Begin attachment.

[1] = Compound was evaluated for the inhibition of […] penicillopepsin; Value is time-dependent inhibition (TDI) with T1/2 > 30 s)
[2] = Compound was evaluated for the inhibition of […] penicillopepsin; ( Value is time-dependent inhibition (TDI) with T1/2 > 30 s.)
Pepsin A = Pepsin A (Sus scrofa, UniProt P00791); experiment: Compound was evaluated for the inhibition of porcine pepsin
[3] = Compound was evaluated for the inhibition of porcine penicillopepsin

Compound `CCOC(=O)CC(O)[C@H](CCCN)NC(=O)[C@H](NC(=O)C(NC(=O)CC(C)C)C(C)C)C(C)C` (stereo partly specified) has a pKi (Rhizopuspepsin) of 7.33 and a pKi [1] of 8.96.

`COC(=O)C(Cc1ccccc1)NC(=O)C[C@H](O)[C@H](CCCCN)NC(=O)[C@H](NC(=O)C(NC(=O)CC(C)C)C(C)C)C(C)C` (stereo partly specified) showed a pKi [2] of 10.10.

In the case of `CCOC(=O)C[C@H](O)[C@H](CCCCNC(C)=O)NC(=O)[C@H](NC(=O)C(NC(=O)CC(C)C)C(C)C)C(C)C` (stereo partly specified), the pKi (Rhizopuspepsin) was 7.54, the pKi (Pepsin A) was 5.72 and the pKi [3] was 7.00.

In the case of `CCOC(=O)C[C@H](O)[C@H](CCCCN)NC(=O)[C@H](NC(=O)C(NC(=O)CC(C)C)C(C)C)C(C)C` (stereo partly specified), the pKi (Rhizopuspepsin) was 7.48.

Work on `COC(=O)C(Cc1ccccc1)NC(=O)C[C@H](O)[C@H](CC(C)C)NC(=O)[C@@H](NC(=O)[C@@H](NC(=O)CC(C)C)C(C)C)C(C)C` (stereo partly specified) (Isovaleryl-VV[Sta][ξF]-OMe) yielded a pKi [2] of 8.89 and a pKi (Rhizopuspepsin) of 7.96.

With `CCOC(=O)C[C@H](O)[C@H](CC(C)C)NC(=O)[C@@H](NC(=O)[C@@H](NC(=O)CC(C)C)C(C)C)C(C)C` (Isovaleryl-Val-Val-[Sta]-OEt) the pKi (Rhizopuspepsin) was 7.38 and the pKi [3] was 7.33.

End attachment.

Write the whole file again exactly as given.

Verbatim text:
[1] = Compound was evaluated for the inhibition of […] penicillopepsin; Value is time-dependent inhibition (TDI) with T1/2 > 30 s)
[2] = Compound was evaluated for the inhibition of […] penicillopepsin; ( Value is time-dependent inhibition (TDI) with T1/2 > 30 s.)
Pepsin A = Pepsin A (Sus scrofa, UniProt P00791); experiment: Compound was evaluated for the inhibition of porcine pepsin
[3] = Compound was evaluated for the inhibition of porcine penicillopepsin

Compound `CCOC(=O)CC(O)[C@H](CCCN)NC(=O)[C@H](NC(=O)C(NC(=O)CC(C)C)C(C)C)C(C)C` (stereo partly specified) has a pKi (Rhizopuspepsin) of 7.33 and a pKi [1] of 8.96.

`COC(=O)C(Cc1ccccc1)NC(=O)C[C@H](O)[C@H](CCCCN)NC(=O)[C@H](NC(=O)C(NC(=O)CC(C)C)C(C)C)C(C)C` (stereo partly specified) showed a pKi [2] of 10.10.

In the case of `CCOC(=O)C[C@H](O)[C@H](CCCCNC(C)=O)NC(=O)[C@H](NC(=O)C(NC(=O)CC(C)C)C(C)C)C(C)C` (stereo partly specified), the pKi (Rhizopuspepsin) was 7.54, the pKi (Pepsin A) was 5.72 and the pKi [3] was 7.00.

In the case of `CCOC(=O)C[C@H](O)[C@H](CCCCN)NC(=O)[C@H](NC(=O)C(NC(=O)CC(C)C)C(C)C)C(C)C` (stereo partly specified), the pKi (Rhizopuspepsin) was 7.48.

Work on `COC(=O)C(Cc1ccccc1)NC(=O)C[C@H](O)[C@H](CC(C)C)NC(=O)[C@@H](NC(=O)[C@@H](NC(=O)CC(C)C)C(C)C)C(C)C` (stereo partly specified) (Isovaleryl-VV[Sta][ξF]-OMe) yielded a pKi [2] of 8.89 and a pKi (Rhizopuspepsin) of 7.96.

With `CCOC(=O)C[C@H](O)[C@H](CC(C)C)NC(=O)[C@@H](NC(=O)[C@@H](NC(=O)CC(C)C)C(C)C)C(C)C` (Isovaleryl-Val-Val-[Sta]-OEt) the pKi (Rhizopuspepsin) was 7.38 and the pKi [3] was 7.33.